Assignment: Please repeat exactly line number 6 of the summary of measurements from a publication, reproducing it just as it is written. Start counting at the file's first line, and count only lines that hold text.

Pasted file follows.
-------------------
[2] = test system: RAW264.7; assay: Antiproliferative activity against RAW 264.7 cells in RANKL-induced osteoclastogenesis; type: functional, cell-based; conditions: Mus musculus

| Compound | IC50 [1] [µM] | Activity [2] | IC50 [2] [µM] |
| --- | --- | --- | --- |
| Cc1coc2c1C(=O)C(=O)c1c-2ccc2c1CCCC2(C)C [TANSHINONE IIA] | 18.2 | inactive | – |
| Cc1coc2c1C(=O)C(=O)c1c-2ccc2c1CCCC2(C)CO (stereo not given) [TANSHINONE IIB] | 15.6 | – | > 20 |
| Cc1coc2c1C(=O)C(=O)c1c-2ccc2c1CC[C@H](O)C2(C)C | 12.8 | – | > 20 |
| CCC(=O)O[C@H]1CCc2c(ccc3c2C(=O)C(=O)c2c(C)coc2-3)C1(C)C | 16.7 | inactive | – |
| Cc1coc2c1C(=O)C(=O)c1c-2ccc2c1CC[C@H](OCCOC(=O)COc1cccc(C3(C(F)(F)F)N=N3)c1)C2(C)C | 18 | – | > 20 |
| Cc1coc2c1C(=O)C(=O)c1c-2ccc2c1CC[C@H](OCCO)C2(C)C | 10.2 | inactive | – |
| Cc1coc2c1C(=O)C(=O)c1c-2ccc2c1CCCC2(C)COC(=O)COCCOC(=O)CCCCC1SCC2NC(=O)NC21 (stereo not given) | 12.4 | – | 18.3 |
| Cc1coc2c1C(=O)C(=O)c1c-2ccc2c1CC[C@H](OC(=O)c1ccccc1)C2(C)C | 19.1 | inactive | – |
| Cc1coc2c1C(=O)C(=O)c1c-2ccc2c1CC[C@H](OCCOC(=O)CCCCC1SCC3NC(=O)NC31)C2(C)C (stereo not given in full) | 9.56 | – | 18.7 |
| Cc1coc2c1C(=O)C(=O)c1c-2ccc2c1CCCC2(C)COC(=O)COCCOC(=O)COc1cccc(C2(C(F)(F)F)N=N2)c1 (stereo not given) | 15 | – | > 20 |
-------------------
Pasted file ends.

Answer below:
| Cc1coc2c1C(=O)C(=O)c1c-2ccc2c1CC[C@H](O)C2(C)C | 12.8 | – | > 20 |